Saturday, November 24th, 2007

St. Henry retires Hartings' #74 jersey

By Robb Hemmelgarn

Former St. Henry football star Jeff Hartings talks to the crowd after his jersey. . .

Jeff Hartings has graced some of football's biggest stages during his illustrious career, but you will have to excuse him if he came across a little nervous during his high school football jersey retirement ceremony last night in St. Henry.
The soft-spoken, muscular, offensive lineman has collected a lot of honors over the past two decades, but he has routinely enjoyed placing the attention on anything but himself.
Most folks could talk for hours to Hartings about his All-Ohio, All-American, and All-Pro status, but he will quickly twist the subject to more insightful aspects of those honors.
As expected, he shared an equally humbled perspective about his old number 74 being hung in his honor this weekend.
"I guess you could say I have a little anxiety about the ceremony. From the time I was in high school football, all the way through the NFL, we are embedded with the team concept. To get an individual honor such as this makes me a little bit nervous, but I am still honored, and it will be an outstanding opportunity to thank my family, the fans, my former coaches, and God for everything that I have been blessed with," Hartings said. "I believe having your jersey retired is one of the biggest honors you can receive. I just want everyone to know how much their support through the years has meant to me and I hope they realize that our area is a very special place."
Hartings' dream of charging onto the football field in front of his hometown began at an early age.
His family farm was within shouting distance of the football field, and with two older brothers having played for former St. Henry head coach Tim Boeckman, it was only a matter of time before it was Jeff's turn under the Friday night lights.
Twenty years ago this fall, Jeff first ran onto that field and within years, his resume was sprinkled with All-MAC, All-District and All-State honors. To him though, none of that matched what he and 10 other seniors accomplished their senior year.
"Heading into the 1990 season, we definitely realized that we had the talent to compete, but we had never been to the state championship before, so we had to have the faith in ourselves to make it that far," said Hartings. "Being a part of St. Henry's first football state title team is something I am honored to have been a part of, especially the way we came back to win in the final game. I feel that it really helped set the tone for a lot of St. Henry's later success."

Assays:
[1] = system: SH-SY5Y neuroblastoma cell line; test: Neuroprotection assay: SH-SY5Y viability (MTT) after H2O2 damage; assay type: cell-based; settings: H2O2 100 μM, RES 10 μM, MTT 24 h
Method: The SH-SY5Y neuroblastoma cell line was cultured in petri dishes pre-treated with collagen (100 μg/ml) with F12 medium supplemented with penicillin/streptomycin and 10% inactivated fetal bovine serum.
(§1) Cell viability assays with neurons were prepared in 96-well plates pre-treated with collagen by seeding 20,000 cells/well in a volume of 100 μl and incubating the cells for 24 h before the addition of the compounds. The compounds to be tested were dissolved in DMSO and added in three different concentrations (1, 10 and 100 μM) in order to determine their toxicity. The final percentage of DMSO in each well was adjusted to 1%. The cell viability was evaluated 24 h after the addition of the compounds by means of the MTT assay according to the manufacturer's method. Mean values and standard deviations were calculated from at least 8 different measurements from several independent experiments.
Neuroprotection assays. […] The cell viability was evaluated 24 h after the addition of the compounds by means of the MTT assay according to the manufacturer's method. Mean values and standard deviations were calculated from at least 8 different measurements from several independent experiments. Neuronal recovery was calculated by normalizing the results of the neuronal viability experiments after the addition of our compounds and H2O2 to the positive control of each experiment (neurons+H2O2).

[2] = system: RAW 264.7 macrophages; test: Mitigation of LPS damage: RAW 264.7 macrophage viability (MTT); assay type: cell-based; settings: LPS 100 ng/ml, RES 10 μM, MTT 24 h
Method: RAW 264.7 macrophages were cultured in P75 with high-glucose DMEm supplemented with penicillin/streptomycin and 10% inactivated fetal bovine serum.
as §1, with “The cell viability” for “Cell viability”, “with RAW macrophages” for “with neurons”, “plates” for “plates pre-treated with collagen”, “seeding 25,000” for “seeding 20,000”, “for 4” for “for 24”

After graduation, Jeff packed his bags and headed east toward "Happy Valley", where for the next five years he would don the signature white helmets of the Penn State Nittany Lions. While at Penn State he earned All-American honors twice, and as a junior, he helped pave the way for Ki-Jana Carter and led the Lions to an 11-0 overall mark and number-two ranking in the country.
More esteemed recognition, but Jeff quickly pointed out how his individual success was fueled once again by a special coach.
"I have been blessed to have played for a lot of very successful coaches in Tim Boeckman, Joe Paterno, and Bill Cowher. Their styles may have differed in some ways, but they had a lot in common. Coach Boeckman remained a consistent figure in the St. Henry program for a very long time, and he emphasized integrity, hard work, and a need to respect the game. Coach Paterno and Cowher had the same approach and expected a lot of the same things from their players."
The 23rd overall pick in 1996 NFL draft, Jeff went to the Detroit Lions where he remained for five seasons before being picked up by the Pittsburgh Steelers prior to the 2001 season.
Jeff immediately realized Pittsburgh was a special place and it didn't take long before he added to that lore.
Hartings retired from the Steelers earlier this year after 10 years in the professional sport.
Once again, Jeff was bestowed with All-Pro status and a Super Bowl ring through his professional career, but that was only a springboard to what he is doing now - something very close to his heart.
"Growing up in Mercer County, one thing that we learn from a very young age is work ethic - and that is obvious with all of the success that our local sports teams have year in and year out. This is something I found that is important to take with you in life. The last year has been very rewarding for me. It was my first year out of football for a very long time and it has given me the opportunity to spend more time with my family and work on my calling. Returning to Pittsburgh and ministering to inner-city kids is something I feel I could do for the rest of my life. It makes me really appreciate where I grew up and I hope I can bring a piece of that Mercer County living into the inner city."
The past two decades for Hartings have been fulfilling in nearly every aspect. He has been a champion at each level he has played, while also earning the highest individual accolades and learning from the best teachers of the game. It was an adventurous road, but one that has finally, and quite literally, come full circle.
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